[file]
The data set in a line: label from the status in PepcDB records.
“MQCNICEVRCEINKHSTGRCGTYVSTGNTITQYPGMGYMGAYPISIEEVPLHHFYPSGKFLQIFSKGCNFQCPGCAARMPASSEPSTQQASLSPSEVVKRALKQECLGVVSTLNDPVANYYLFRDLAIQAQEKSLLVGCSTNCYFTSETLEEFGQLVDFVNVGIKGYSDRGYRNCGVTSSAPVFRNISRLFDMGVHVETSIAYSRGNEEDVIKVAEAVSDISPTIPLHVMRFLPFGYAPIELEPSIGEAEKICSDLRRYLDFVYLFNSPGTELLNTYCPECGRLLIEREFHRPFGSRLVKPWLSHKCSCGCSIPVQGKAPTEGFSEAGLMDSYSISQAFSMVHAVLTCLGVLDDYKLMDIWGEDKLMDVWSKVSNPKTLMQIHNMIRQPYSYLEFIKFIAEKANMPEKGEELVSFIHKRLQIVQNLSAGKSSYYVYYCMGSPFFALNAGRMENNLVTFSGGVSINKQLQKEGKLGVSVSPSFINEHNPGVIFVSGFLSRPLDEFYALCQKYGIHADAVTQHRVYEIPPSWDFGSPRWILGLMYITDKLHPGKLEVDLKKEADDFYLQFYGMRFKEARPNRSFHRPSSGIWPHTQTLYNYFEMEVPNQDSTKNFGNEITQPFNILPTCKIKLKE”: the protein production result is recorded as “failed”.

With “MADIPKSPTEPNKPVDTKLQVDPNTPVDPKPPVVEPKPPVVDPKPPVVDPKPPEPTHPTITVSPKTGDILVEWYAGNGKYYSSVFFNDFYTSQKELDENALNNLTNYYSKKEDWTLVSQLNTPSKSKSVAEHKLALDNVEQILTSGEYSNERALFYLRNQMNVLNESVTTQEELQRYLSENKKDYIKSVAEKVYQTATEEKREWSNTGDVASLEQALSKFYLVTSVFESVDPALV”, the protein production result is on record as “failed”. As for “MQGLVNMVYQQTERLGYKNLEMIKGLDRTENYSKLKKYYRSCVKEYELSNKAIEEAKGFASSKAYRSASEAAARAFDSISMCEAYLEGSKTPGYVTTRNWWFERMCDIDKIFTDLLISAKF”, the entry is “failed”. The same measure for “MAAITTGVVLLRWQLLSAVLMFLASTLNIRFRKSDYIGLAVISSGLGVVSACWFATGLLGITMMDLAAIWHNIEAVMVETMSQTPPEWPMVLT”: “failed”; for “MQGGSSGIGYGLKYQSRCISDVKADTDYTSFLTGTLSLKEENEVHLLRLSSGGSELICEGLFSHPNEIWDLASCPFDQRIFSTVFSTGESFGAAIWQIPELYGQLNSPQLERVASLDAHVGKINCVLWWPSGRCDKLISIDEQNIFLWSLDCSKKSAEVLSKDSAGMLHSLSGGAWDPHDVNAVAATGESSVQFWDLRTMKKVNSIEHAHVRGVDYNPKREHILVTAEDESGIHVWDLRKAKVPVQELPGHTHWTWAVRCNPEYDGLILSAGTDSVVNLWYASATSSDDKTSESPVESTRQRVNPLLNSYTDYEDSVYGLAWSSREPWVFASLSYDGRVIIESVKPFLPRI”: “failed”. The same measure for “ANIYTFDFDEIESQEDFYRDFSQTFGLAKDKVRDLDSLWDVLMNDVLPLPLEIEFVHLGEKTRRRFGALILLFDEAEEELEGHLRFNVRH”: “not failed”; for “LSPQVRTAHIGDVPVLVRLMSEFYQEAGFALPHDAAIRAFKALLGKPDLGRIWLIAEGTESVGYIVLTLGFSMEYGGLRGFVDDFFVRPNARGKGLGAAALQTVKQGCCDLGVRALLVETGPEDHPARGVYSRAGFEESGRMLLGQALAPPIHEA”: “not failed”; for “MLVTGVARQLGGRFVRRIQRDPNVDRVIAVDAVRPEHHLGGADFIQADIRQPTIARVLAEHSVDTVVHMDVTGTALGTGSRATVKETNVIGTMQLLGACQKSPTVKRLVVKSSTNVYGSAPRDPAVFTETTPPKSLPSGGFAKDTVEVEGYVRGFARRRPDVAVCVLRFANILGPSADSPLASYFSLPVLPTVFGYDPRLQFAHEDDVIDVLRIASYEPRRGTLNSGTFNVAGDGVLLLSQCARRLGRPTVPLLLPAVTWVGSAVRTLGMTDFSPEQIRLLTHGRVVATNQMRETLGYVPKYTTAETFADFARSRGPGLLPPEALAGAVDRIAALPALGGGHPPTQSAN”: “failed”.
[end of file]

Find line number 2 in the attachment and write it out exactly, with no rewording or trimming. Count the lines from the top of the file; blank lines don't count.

“MQCNICEVRCEINKHSTGRCGTYVSTGNTITQYPGMGYMGAYPISIEEVPLHHFYPSGKFLQIFSKGCNFQCPGCAARMPASSEPSTQQASLSPSEVVKRALKQECLGVVSTLNDPVANYYLFRDLAIQAQEKSLLVGCSTNCYFTSETLEEFGQLVDFVNVGIKGYSDRGYRNCGVTSSAPVFRNISRLFDMGVHVETSIAYSRGNEEDVIKVAEAVSDISPTIPLHVMRFLPFGYAPIELEPSIGEAEKICSDLRRYLDFVYLFNSPGTELLNTYCPECGRLLIEREFHRPFGSRLVKPWLSHKCSCGCSIPVQGKAPTEGFSEAGLMDSYSISQAFSMVHAVLTCLGVLDDYKLMDIWGEDKLMDVWSKVSNPKTLMQIHNMIRQPYSYLEFIKFIAEKANMPEKGEELVSFIHKRLQIVQNLSAGKSSYYVYYCMGSPFFALNAGRMENNLVTFSGGVSINKQLQKEGKLGVSVSPSFINEHNPGVIFVSGFLSRPLDEFYALCQKYGIHADAVTQHRVYEIPPSWDFGSPRWILGLMYITDKLHPGKLEVDLKKEADDFYLQFYGMRFKEARPNRSFHRPSSGIWPHTQTLYNYFEMEVPNQDSTKNFGNEITQPFNILPTCKIKLKE”: the protein production result is recorded as “failed”.